Orbán dazzles US conservatives — what do they see in him?
The Conservative Political Action Conference, known commonly as CPAC, recently met in Dallas with former President Donald Trump as the headliner. Speaking alongside Trump on the program is the U.S. conservative movement’s favorite foreign leader, Prime Minister Viktor Orbán of Hungary.
What do American conservatives see in Orbán? Why would the leader of a country the size of Indiana with a population less than New York City have such an outsized effect on the Trump-wing of the Republican Party?
Orbán is proof of concept that a proudly un-woke leader can repeatedly win elections by leading with illiberalism. Over the 12 years, Orbán has been in power — extended for four years with his reelection in April 2022 — Orbán has set off culture wars. From demonizing Hungarian-American George Soros with dog-whistled anti-Semitism to fighting immigration as a global plot to mix races to campaigning against gender fluidity and LGBTIQ equality, Orbán has been the bad boy of Europe, seemingly enjoying the discomfort of European leaders whose values he attacks. Most recently, he generated controversy by using Nazi terminology to refer to those who are not Christian Europeans as belonging to completely different species.
Behind the culture wars façade, however, lies another threat to democracy, one that CPAC’s leaders may value even more than Orbán’s anti-wokeness. Orbán has demonstrated how to translate roughly one-third support in the polls into overwhelming election triumphs by designing election rules to guarantee victory. Orbán provides proof of concept that elections are won or lost by rigging the rules at least as much as they are won or lost on actual voter support.
One of Orbán’s first acts as prime minister in 2010 was to cut the size of the Parliament in half. Halving the Parliament allowed Orbán to redraw all of the districts and create a “wild gerrymander” that ensured that his party would win the vast majority of the districts for years to come. Of course, gerrymandering was invented in the U.S., but Orbán has exploited it to extremes.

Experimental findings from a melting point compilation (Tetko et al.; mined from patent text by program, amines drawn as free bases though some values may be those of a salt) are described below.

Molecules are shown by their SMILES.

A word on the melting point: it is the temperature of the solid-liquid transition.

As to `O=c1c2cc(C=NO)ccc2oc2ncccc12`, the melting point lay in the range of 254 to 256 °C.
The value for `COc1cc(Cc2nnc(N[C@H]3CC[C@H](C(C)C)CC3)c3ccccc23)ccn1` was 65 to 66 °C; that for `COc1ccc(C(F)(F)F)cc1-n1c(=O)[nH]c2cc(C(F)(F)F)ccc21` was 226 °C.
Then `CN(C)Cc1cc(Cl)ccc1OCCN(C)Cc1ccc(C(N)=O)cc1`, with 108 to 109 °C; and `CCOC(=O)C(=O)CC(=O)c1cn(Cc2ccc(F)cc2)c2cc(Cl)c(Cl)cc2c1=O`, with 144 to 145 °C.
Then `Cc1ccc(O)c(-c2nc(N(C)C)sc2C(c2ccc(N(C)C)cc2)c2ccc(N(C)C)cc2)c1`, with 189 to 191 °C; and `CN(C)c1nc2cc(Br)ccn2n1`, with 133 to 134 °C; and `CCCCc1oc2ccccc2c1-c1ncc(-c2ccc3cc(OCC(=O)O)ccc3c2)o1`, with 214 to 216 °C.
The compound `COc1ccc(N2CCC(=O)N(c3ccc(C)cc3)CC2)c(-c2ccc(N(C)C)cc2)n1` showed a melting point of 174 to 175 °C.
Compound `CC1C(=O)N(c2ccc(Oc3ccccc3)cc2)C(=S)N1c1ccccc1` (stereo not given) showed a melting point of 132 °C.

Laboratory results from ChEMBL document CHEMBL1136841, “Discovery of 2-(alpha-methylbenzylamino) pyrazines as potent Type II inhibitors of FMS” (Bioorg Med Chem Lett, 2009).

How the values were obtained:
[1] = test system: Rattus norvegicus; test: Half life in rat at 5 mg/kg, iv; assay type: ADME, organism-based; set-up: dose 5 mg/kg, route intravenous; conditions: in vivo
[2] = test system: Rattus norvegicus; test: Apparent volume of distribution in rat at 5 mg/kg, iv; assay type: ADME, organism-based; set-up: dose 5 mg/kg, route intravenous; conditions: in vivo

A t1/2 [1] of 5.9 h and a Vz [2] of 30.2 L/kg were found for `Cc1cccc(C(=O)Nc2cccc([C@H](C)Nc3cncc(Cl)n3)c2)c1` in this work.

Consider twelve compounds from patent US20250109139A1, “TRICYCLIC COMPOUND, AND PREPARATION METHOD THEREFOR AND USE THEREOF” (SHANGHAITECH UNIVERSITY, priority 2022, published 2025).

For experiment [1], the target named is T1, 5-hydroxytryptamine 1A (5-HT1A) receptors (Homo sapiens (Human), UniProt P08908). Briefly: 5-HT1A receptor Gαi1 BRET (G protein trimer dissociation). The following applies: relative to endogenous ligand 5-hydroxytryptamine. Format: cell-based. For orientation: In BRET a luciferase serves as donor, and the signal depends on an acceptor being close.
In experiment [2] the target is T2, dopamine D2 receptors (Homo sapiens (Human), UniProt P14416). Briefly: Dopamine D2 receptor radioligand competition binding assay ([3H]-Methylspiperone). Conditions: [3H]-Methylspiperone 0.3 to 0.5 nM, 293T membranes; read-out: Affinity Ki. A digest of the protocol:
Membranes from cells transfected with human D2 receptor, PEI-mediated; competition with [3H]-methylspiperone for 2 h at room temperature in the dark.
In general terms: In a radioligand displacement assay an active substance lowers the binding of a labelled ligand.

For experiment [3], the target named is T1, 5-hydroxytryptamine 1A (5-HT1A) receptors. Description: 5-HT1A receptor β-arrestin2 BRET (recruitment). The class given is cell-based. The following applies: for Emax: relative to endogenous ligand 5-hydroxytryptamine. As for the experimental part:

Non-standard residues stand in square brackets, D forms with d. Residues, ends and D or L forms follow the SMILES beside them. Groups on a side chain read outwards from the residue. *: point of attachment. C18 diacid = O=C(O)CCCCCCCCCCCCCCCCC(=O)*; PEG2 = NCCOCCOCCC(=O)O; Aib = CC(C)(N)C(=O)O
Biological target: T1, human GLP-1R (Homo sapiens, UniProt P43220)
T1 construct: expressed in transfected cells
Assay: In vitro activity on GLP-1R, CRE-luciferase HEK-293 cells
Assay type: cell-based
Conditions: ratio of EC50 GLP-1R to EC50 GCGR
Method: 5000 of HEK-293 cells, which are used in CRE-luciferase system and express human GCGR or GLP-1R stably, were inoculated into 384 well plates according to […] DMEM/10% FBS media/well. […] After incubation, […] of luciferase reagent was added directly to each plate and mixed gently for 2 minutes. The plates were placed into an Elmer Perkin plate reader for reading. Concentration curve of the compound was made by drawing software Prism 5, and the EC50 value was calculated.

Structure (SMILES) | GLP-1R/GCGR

When it looked like his power was slipping, Orbán changed the rules again so that splintered opposition parties could only win by combining forces into a single coalition against him — a strange-bedfellows assemblage that couldn’t agree on a message but that weakened each of the parties individually. When the opposition persisted anyhow, Orbán changed the rules again so that he could move his voters anywhere in the country to shore up close districts with an influx of support.
During this time, Orbán controlled the media environment so that the opposition found it nearly impossible to get its message out. In addition, Orbán understood that packing the courts blocks challenges. As the Organization for Security and Co-operation in Europe (OSCE) election observers diplomatically noted about Hungary’s April election, legal challenges to election infractions “fell short of providing effective legal remedy.”
Like Orbán, Trump can claim a little over one-third of the voters as a solid base while a party-controlled media empire blasts out his messages. Getting to a victorious plurality on election day relies on a combination of anti-majoritarian sleights of hand and training the party media on the opposition like a weapon.
The election system is very different in the U.S. than it is in Hungary, so Orbán’s innovations must be tweaked to travel. But the principle that elections can be won by clever lawyering has clearly caught on among Republicans and some of Orbán’s innovations have migrated. Republicans are already racing to rewrite the rules.
The U.S. Constitution establishes an Electoral College, which provides many opportunities for mischief as we saw in the last election when Trump’s lawyers tried to generate confusion over the choice of electors that handed President Jos Biden his victory. This confusion was manufactured by their edgy readings of the Constitution and the Electoral Count Act to favor Trump’s cause. It almost worked.
Now, Republicans are advocating a once-fringe interpretation of the Constitution that gives to “state legislatures” the power to design federal election rules. According to the “independent state legislature theory,” neither governors nor state courts can intervene in this process.
Republicans have for years wildly gerrymandered state legislative districts to produce overwhelming Republican majorities in close-call swing states but they are less likely to control governors and courts. The new theory cuts these wild cards out of the Republican rules-writing loop. The now conservative-packed federal Supreme Court’s acceptance of this theory in a case they have agreed to decide next term will allow federal election rules to be written reliably by the party faithful, just as Orbán’s pliant parliament and packed courts allowed Orbán to design an election system that guaranteed he would never lose.
Orbán provides a formula for the permanent power of a minority party. Lead with culture wars to fire up the base. Discredit opponents through party-controlled media. Engineer the election rules by controlling their design. Orbán has demonstrated that this playbook works — and the Republicans are paying attention.
Kim Lane Scheppele is Laurance S. Rockefeller professor of sociology and international affairs in the Princeton School of Public and International Affairs and the University Center for Human Values.